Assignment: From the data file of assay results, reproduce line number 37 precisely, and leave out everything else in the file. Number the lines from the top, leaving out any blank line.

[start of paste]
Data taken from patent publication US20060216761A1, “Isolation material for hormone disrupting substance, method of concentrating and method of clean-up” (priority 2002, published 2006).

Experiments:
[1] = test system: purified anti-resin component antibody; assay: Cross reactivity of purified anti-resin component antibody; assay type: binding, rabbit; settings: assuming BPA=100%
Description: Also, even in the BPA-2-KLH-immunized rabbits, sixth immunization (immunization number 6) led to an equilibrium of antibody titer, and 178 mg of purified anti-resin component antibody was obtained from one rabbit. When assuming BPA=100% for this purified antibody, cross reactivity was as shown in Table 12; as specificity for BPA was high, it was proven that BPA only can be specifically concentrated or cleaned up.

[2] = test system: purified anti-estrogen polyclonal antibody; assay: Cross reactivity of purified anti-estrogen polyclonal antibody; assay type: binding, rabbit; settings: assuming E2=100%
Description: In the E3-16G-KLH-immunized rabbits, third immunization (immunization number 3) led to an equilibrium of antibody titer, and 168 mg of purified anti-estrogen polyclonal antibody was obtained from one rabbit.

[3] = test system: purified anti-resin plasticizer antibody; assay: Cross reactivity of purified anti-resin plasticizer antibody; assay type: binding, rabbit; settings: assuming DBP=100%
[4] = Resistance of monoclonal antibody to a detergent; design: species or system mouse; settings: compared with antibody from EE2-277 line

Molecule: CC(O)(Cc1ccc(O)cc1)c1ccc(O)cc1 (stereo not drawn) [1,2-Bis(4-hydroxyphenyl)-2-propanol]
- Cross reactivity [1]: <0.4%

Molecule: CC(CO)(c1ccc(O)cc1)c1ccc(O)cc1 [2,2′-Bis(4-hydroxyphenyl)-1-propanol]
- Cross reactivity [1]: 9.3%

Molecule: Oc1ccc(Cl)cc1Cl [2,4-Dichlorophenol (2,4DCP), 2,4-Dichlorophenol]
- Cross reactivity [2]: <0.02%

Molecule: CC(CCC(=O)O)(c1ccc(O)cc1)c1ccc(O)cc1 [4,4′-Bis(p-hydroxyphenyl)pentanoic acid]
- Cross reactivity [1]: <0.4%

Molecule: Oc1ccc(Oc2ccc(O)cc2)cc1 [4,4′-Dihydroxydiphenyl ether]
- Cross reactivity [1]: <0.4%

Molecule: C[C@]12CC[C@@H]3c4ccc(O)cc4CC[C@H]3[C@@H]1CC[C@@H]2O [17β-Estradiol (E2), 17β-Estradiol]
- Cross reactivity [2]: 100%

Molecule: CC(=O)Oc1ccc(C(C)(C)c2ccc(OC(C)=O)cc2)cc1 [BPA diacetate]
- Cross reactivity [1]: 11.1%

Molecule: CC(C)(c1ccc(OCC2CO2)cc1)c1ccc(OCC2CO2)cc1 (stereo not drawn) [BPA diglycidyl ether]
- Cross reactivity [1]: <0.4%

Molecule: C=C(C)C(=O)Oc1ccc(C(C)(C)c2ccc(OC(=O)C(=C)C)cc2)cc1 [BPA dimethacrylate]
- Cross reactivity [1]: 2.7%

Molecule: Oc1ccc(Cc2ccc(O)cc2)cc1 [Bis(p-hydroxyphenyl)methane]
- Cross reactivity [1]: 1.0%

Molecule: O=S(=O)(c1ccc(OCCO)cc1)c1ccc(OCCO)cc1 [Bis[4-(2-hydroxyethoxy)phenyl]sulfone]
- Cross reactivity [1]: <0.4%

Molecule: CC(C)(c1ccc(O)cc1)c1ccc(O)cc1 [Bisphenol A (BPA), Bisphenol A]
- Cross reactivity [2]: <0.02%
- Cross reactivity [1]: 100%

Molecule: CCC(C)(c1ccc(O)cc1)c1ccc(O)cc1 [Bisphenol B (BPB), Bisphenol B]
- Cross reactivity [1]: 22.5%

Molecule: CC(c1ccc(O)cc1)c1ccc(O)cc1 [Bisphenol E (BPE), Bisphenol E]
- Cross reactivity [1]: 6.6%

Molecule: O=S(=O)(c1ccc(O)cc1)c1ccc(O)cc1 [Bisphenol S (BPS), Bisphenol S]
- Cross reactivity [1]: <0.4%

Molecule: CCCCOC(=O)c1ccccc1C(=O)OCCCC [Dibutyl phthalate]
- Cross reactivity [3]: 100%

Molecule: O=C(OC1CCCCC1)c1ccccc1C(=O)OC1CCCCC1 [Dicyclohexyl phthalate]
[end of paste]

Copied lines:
- Cross reactivity [1]: 6.6%